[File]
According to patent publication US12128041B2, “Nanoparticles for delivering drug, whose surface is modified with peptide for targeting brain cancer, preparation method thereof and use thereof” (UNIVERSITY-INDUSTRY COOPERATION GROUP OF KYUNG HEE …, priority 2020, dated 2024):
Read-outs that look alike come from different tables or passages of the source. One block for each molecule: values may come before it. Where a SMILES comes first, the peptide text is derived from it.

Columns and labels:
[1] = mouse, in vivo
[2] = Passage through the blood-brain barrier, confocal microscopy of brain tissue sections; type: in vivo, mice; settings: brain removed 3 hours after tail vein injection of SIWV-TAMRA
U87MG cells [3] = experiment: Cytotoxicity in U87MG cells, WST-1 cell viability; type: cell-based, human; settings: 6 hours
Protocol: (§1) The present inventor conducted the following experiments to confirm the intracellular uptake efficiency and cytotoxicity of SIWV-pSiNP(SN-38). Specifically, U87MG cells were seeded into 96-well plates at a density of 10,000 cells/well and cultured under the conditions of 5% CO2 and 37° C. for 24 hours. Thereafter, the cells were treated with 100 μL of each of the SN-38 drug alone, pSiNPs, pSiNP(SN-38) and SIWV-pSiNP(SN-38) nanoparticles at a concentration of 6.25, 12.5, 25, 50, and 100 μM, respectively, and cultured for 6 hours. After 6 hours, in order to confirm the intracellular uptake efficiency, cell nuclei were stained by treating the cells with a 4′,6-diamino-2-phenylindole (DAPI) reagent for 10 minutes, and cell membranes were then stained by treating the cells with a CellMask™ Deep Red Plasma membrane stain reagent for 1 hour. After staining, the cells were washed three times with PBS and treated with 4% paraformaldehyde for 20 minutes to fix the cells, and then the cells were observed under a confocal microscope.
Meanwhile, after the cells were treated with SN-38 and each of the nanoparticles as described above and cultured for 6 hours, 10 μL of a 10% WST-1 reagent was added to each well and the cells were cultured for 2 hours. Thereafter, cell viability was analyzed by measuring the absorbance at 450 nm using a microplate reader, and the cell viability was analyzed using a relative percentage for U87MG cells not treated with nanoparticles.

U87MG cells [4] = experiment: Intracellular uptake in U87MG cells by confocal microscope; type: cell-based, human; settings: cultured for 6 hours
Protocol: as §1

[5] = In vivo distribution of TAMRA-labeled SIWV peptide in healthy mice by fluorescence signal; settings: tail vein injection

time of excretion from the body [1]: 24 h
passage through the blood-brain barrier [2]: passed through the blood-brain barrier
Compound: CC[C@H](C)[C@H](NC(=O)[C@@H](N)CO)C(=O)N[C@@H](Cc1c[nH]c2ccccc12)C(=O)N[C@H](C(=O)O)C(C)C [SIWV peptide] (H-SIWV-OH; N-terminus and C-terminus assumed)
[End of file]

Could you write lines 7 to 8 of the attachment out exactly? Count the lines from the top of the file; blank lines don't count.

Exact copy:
Protocol: (§1) The present inventor conducted the following experiments to confirm the intracellular uptake efficiency and cytotoxicity of SIWV-pSiNP(SN-38). Specifically, U87MG cells were seeded into 96-well plates at a density of 10,000 cells/well and cultured under the conditions of 5% CO2 and 37° C. for 24 hours. Thereafter, the cells were treated with 100 μL of each of the SN-38 drug alone, pSiNPs, pSiNP(SN-38) and SIWV-pSiNP(SN-38) nanoparticles at a concentration of 6.25, 12.5, 25, 50, and 100 μM, respectively, and cultured for 6 hours. After 6 hours, in order to confirm the intracellular uptake efficiency, cell nuclei were stained by treating the cells with a 4′,6-diamino-2-phenylindole (DAPI) reagent for 10 minutes, and cell membranes were then stained by treating the cells with a CellMask™ Deep Red Plasma membrane stain reagent for 1 hour. After staining, the cells were washed three times with PBS and treated with 4% paraformaldehyde for 20 minutes to fix the cells, and then the cells were observed under a confocal microscope.
Meanwhile, after the cells were treated with SN-38 and each of the nanoparticles as described above and cultured for 6 hours, 10 μL of a 10% WST-1 reagent was added to each well and the cells were cultured for 2 hours. Thereafter, cell viability was analyzed by measuring the absorbance at 450 nm using a microplate reader, and the cell viability was analyzed using a relative percentage for U87MG cells not treated with nanoparticles.